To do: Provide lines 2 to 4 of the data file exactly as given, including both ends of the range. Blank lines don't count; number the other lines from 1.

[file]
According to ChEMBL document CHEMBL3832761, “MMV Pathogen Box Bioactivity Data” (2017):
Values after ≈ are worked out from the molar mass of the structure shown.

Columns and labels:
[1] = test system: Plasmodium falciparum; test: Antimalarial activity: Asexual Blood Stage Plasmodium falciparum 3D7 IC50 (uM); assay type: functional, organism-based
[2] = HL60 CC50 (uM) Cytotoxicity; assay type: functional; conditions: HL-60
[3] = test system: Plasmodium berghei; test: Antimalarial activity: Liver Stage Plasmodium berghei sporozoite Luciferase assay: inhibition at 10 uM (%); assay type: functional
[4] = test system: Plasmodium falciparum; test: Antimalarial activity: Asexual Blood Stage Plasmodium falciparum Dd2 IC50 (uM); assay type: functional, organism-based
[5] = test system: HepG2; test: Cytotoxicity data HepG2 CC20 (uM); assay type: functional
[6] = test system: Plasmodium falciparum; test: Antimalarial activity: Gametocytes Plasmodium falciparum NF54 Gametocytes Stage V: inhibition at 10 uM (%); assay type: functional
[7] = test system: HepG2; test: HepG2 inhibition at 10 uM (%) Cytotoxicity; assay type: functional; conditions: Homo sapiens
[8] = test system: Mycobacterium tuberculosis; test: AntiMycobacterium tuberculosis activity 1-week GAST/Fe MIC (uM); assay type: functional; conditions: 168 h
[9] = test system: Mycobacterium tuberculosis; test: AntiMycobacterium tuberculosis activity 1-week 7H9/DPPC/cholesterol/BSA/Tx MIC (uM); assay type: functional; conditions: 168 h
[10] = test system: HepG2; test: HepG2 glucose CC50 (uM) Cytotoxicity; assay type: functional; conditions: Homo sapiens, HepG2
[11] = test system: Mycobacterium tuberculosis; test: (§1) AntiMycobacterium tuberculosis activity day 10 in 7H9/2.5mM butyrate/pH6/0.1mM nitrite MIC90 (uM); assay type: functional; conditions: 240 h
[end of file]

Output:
Values after ≈ are worked out from the molar mass of the structure shown.

Columns and labels:
[1] = test system: Plasmodium falciparum; test: Antimalarial activity: Asexual Blood Stage Plasmodium falciparum 3D7 IC50 (uM); assay type: functional, organism-based